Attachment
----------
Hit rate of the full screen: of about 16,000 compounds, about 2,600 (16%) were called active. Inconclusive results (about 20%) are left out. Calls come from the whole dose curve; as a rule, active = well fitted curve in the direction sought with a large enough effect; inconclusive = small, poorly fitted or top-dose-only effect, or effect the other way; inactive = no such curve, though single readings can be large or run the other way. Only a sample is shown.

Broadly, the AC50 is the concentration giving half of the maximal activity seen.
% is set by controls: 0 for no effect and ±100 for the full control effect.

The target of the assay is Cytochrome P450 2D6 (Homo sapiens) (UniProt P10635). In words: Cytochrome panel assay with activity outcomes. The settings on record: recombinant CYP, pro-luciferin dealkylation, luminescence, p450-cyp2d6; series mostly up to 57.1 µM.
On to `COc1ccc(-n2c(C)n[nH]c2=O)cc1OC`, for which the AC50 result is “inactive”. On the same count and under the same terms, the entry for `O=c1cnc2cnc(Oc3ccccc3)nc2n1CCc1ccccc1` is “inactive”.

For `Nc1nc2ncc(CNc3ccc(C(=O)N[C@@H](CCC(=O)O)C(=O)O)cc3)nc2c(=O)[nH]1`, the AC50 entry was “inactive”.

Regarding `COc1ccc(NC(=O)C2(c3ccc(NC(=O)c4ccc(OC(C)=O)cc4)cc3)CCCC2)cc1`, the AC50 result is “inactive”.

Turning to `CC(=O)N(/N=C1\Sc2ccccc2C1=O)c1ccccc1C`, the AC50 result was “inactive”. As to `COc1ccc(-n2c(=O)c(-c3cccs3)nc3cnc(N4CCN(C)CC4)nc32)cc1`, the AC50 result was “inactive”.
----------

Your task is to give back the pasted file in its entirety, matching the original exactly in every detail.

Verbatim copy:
Hit rate of the full screen: of about 16,000 compounds, about 2,600 (16%) were called active. Inconclusive results (about 20%) are left out. Calls come from the whole dose curve; as a rule, active = well fitted curve in the direction sought with a large enough effect; inconclusive = small, poorly fitted or top-dose-only effect, or effect the other way; inactive = no such curve, though single readings can be large or run the other way. Only a sample is shown.

Broadly, the AC50 is the concentration giving half of the maximal activity seen.
% is set by controls: 0 for no effect and ±100 for the full control effect.

The target of the assay is Cytochrome P450 2D6 (Homo sapiens) (UniProt P10635). In words: Cytochrome panel assay with activity outcomes. The settings on record: recombinant CYP, pro-luciferin dealkylation, luminescence, p450-cyp2d6; series mostly up to 57.1 µM.
On to `COc1ccc(-n2c(C)n[nH]c2=O)cc1OC`, for which the AC50 result is “inactive”. On the same count and under the same terms, the entry for `O=c1cnc2cnc(Oc3ccccc3)nc2n1CCc1ccccc1` is “inactive”.

For `Nc1nc2ncc(CNc3ccc(C(=O)N[C@@H](CCC(=O)O)C(=O)O)cc3)nc2c(=O)[nH]1`, the AC50 entry was “inactive”.

Regarding `COc1ccc(NC(=O)C2(c3ccc(NC(=O)c4ccc(OC(C)=O)cc4)cc3)CCCC2)cc1`, the AC50 result is “inactive”.

Turning to `CC(=O)N(/N=C1\Sc2ccccc2C1=O)c1ccccc1C`, the AC50 result was “inactive”. As to `COc1ccc(-n2c(=O)c(-c3cccs3)nc3cnc(N4CCN(C)CC4)nc32)cc1`, the AC50 result was “inactive”.